Shipping containers are an essential part of the global economy, used to transport goods overseas, for construction and DIY projects, and for agricultural and residential storage. But, like any other type of equipment, they can suffer from wear and tear. It is important to inspect a shipping container before buying it, and to be aware of the common types of damage and repairs that may be necessary. The most common types of damage to shipping containers are water damage, improper mooring, filling and handling, physical damage, holes, dents, scratches, and rust.
Water damage is caused by moisture seeping in through holes or rust. Improper mooring, filling and handling can cause physical damage such as falls, shocks, rolling, breaks, and shocks during transport. Holes can form when the container is drilled or when the steel begins to rust. Rust is often mentioned as it tends to be one of the most common hazards for steel containers.
To avoid serious problems, holes should be repaired as soon as possible. Minor scratches and dents are nearly impossible to avoid with shipping containers but they're also easy to detect and repair. Rust can be prevented by sanding and applying paint or anti-corrosion coatings. Reference-related damage usually occurs due to a power outage or improper handling of the equipment. Inspecting a shipping container like a pro requires understanding the basic anatomy of a shipping container and knowing about the different types of damage and repairs.
Before buying a used shipping container, it is important to inspect it for any signs of water damage, holes, dents, scratches, rust, or reference-related damage. Periodic inspections of the entire container is the best way to keep track of any potential problems. If you notice any dents or damage in the paint that could retain moisture or any signs of rust, these should be repaired as soon as possible. Smaller dents don't necessarily have to be repaired but if they are severe they can cause problems with the ceiling or floor.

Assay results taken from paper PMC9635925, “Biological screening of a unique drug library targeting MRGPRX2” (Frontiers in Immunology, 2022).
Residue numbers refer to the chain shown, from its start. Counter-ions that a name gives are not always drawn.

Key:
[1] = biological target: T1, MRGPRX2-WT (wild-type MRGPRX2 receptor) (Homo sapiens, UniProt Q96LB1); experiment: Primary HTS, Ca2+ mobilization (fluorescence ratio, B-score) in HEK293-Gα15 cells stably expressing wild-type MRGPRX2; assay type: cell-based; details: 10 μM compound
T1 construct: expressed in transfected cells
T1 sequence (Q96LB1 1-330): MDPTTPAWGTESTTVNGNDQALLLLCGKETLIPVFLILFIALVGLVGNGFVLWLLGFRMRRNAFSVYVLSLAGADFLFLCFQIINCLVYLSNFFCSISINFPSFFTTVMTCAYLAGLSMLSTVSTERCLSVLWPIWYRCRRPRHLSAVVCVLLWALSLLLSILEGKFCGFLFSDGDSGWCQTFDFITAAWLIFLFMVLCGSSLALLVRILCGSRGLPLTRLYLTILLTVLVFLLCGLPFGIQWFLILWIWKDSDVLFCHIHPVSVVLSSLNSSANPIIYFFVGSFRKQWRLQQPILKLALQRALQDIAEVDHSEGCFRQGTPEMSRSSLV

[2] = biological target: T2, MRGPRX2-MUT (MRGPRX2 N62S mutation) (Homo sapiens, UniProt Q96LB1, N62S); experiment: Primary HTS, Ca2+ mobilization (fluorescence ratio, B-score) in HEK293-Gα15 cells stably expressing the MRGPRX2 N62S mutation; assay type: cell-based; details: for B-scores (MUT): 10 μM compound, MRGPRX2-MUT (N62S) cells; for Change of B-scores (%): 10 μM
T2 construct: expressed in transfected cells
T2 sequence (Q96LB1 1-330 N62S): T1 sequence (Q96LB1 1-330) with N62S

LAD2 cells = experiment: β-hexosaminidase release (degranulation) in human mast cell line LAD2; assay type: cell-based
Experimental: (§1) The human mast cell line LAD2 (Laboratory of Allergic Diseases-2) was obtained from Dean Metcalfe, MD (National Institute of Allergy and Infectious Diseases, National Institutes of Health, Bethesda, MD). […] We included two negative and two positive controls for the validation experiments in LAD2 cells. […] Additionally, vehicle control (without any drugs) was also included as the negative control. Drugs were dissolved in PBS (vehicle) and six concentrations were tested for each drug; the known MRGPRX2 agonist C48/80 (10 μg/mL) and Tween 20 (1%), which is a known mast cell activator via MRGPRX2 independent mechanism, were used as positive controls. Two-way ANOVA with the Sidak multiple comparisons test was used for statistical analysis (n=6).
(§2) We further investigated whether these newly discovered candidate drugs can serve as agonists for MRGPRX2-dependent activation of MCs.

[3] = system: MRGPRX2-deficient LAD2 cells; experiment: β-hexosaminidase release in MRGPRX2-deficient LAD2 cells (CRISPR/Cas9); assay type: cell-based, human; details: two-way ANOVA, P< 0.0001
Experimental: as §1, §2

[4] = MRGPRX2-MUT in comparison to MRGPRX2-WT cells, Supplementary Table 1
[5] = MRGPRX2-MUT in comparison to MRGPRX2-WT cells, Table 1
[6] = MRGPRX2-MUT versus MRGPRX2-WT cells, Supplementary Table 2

Welding can reconnect steel for smaller holes but repairing a shipping container with larger holes is costly since the steel patch must be removed and then a new part welded in place. Wall damage often occurs when signs are placed on shipping containers or due to interior alterations such as bookcases. If you have problems with rust, holes, or ventilation, mold can develop which often affects floorboards. Be proactive by touching up the paint on the container structure and performing periodic inspections of the entire container to keep track of any potential problems. It is important that carriers choose the correct route and seal all container doors when transporting goods that are susceptible to water damage. Knowing about these types of repairs will help you keep your container in good condition and protect your investment and your cargo.